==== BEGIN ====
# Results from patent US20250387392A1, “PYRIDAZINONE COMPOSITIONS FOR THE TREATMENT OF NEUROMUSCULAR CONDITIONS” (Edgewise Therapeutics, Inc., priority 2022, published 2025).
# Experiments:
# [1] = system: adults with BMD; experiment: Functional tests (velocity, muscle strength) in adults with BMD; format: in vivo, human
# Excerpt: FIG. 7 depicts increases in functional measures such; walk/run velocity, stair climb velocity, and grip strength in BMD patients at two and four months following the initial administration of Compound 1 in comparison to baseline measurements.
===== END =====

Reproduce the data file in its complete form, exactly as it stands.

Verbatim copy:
# Results from patent US20250387392A1, “PYRIDAZINONE COMPOSITIONS FOR THE TREATMENT OF NEUROMUSCULAR CONDITIONS” (Edgewise Therapeutics, Inc., priority 2022, published 2025).
# Experiments:
# [1] = system: adults with BMD; experiment: Functional tests (velocity, muscle strength) in adults with BMD; format: in vivo, human
# Excerpt: FIG. 7 depicts increases in functional measures such; walk/run velocity, stair climb velocity, and grip strength in BMD patients at two and four months following the initial administration of Compound 1 in comparison to baseline measurements.